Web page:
* Government has put in place a tracking system
* Ivory Coast received green light from Kimberley Process in
* Country has reunited after civil war caused north-south
By Loucoumane Coulibaly
ABIDJAN, March 4 Ivory Coast will press the
United Nations to lift a ban on its diamond exports next month
having received a clean bill of health from the body tasked with
preventing their sale from fuelling armed conflicts, a
government official said.
The U.N. Security Council imposed a trade embargo on the
West African nation's diamonds in 2005 to stop money from sales
from funding arms purchases after a 2002-2003 civil war that
divided the country.
Though it has since reunified, Ivory Coast remains the only
country still under a U.N. export ban on "blood diamonds" - gems
that are used to fund insurgencies.
Fatimata Thes, the official in charge of the diamond sector
at Ivory Coast's Mining Ministry, said President Alassane
Ouattara's government had put a system in place to register
diamond workers and track production.
Last year, the Security Council said it would review the
export ban in light of Ivory Coast's progress towards compliance
with the Kimberley process - a government, industry and civil
society scheme aimed at certifying stones and preventing
conflict diamonds entering the international market.
A plenary meeting of the Kimberley Process in Johannesburg
in November ruled that Ivory Coast had fulfilled the minimum
requirements for the scheme.
"In April, we'll be in New York with the ministers of
Industry and Mines to show what efforts we've made and demand
the lifting of this embargo which is hurting our population,"
Ouattara took office in 2011 after a brief civil conflict
sparked by incumbent president Laurent Gbagbo's refusal to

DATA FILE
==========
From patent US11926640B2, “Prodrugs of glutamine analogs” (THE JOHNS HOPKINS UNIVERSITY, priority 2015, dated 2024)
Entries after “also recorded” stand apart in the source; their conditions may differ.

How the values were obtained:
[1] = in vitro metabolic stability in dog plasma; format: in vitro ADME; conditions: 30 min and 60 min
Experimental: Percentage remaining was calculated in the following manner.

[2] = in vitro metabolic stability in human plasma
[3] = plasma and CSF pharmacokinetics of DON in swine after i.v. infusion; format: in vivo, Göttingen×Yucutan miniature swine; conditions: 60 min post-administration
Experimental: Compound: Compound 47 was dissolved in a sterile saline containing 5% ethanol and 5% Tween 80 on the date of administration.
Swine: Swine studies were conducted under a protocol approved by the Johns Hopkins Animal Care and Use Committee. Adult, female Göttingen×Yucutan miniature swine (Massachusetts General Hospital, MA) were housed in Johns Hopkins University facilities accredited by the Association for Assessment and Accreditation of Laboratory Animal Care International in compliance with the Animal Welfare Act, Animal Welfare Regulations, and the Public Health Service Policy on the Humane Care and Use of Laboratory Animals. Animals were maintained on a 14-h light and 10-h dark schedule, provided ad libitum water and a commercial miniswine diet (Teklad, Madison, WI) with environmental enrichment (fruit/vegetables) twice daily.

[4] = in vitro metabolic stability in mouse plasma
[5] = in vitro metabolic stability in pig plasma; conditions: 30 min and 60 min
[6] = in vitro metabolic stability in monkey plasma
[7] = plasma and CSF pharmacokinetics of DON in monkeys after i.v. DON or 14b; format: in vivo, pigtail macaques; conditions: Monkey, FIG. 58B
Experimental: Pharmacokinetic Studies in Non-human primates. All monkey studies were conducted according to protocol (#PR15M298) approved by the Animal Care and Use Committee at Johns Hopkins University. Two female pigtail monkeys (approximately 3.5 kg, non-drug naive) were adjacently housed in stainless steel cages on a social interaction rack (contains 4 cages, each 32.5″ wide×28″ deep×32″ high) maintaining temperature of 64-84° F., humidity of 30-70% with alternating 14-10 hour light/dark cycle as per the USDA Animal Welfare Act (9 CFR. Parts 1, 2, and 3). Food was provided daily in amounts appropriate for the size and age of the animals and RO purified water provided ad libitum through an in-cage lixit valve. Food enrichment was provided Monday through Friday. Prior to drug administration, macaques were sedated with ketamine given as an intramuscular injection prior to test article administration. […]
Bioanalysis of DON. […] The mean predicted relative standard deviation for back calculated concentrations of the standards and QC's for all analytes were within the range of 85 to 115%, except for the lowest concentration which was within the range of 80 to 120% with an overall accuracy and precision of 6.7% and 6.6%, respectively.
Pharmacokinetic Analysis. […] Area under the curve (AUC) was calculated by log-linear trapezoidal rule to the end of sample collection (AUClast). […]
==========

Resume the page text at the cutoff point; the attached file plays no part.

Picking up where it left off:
accept his election victory. He has since overseen rapid growth
in the former French colony, turning the page on a decade of
political turmoil and economic stagnation.
Before the embargo, Ivory Coast produced about 300,000
carats of diamond a year, worth $25 million, experts say.
Thes said that since a traceability system was launched in
May, some 10,000 carats had been stockpiled by collectives in
preparation for the lifting of the embargo. Removing the ban
would help Ivory Coast to fight poverty, she said.
"The miners are poor and as long as the embargo is not
lifted there will be no financing to develop the mining sector
which is still artisanal," she said.
Blood diamonds were thrust into the global spotlight in the
1990s during a succession of African conflicts where their trade
financed arms purchases and resulted in human rights abuses.
At the height of wars in Sierra Leone and Angola, about a
fifth of all rough stones worldwide were believed to be blood
diamonds, also known as conflict diamonds. Public outcry led to
the establishment of the Kimberley Process in 2002.
(Editing by Daniel Flynn, editing by David Evans)